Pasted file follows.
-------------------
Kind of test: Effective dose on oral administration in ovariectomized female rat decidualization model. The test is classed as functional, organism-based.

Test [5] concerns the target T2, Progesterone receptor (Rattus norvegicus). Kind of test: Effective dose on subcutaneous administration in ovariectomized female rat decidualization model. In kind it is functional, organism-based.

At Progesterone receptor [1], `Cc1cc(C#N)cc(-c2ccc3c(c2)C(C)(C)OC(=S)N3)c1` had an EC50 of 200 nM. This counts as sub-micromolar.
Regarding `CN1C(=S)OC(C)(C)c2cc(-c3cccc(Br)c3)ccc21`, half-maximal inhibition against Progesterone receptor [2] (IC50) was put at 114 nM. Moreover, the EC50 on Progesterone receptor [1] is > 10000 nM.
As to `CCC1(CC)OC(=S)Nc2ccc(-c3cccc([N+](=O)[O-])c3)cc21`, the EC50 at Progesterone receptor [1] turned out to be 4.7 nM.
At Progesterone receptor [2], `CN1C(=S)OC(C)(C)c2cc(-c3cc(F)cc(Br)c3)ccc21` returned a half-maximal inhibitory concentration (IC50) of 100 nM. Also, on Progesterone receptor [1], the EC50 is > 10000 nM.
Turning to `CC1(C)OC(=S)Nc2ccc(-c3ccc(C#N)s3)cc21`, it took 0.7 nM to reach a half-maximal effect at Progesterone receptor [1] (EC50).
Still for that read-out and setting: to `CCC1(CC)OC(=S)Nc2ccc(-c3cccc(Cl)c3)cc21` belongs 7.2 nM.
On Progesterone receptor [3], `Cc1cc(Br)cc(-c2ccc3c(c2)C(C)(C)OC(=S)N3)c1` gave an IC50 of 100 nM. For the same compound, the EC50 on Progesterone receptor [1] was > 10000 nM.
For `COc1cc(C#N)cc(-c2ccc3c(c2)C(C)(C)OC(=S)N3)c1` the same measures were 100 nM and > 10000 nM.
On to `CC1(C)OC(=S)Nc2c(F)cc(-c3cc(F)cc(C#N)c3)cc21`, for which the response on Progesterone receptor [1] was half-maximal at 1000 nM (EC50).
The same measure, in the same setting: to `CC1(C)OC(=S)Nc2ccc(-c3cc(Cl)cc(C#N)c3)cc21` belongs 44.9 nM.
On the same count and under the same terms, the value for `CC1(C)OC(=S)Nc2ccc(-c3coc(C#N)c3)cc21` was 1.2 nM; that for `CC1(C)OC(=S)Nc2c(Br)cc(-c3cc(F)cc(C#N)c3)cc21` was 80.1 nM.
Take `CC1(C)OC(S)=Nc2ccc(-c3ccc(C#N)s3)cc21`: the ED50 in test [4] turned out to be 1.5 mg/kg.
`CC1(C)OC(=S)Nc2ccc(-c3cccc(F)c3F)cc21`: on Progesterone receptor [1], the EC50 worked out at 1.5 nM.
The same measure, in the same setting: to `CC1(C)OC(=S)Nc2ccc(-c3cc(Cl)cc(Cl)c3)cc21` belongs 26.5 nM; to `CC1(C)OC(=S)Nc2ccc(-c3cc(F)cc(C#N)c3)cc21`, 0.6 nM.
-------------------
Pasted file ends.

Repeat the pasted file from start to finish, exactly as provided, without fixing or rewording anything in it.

Kind of test: Effective dose on oral administration in ovariectomized female rat decidualization model. The test is classed as functional, organism-based.

Test [5] concerns the target T2, Progesterone receptor (Rattus norvegicus). Kind of test: Effective dose on subcutaneous administration in ovariectomized female rat decidualization model. In kind it is functional, organism-based.

At Progesterone receptor [1], `Cc1cc(C#N)cc(-c2ccc3c(c2)C(C)(C)OC(=S)N3)c1` had an EC50 of 200 nM. This counts as sub-micromolar.
Regarding `CN1C(=S)OC(C)(C)c2cc(-c3cccc(Br)c3)ccc21`, half-maximal inhibition against Progesterone receptor [2] (IC50) was put at 114 nM. Moreover, the EC50 on Progesterone receptor [1] is > 10000 nM.
As to `CCC1(CC)OC(=S)Nc2ccc(-c3cccc([N+](=O)[O-])c3)cc21`, the EC50 at Progesterone receptor [1] turned out to be 4.7 nM.
At Progesterone receptor [2], `CN1C(=S)OC(C)(C)c2cc(-c3cc(F)cc(Br)c3)ccc21` returned a half-maximal inhibitory concentration (IC50) of 100 nM. Also, on Progesterone receptor [1], the EC50 is > 10000 nM.
Turning to `CC1(C)OC(=S)Nc2ccc(-c3ccc(C#N)s3)cc21`, it took 0.7 nM to reach a half-maximal effect at Progesterone receptor [1] (EC50).
Still for that read-out and setting: to `CCC1(CC)OC(=S)Nc2ccc(-c3cccc(Cl)c3)cc21` belongs 7.2 nM.
On Progesterone receptor [3], `Cc1cc(Br)cc(-c2ccc3c(c2)C(C)(C)OC(=S)N3)c1` gave an IC50 of 100 nM. For the same compound, the EC50 on Progesterone receptor [1] was > 10000 nM.
For `COc1cc(C#N)cc(-c2ccc3c(c2)C(C)(C)OC(=S)N3)c1` the same measures were 100 nM and > 10000 nM.
On to `CC1(C)OC(=S)Nc2c(F)cc(-c3cc(F)cc(C#N)c3)cc21`, for which the response on Progesterone receptor [1] was half-maximal at 1000 nM (EC50).
The same measure, in the same setting: to `CC1(C)OC(=S)Nc2ccc(-c3cc(Cl)cc(C#N)c3)cc21` belongs 44.9 nM.
On the same count and under the same terms, the value for `CC1(C)OC(=S)Nc2ccc(-c3coc(C#N)c3)cc21` was 1.2 nM; that for `CC1(C)OC(=S)Nc2c(Br)cc(-c3cc(F)cc(C#N)c3)cc21` was 80.1 nM.
Take `CC1(C)OC(S)=Nc2ccc(-c3ccc(C#N)s3)cc21`: the ED50 in test [4] turned out to be 1.5 mg/kg.
`CC1(C)OC(=S)Nc2ccc(-c3cccc(F)c3F)cc21`: on Progesterone receptor [1], the EC50 worked out at 1.5 nM.
The same measure, in the same setting: to `CC1(C)OC(=S)Nc2ccc(-c3cc(Cl)cc(Cl)c3)cc21` belongs 26.5 nM; to `CC1(C)OC(=S)Nc2ccc(-c3cc(F)cc(C#N)c3)cc21`, 0.6 nM.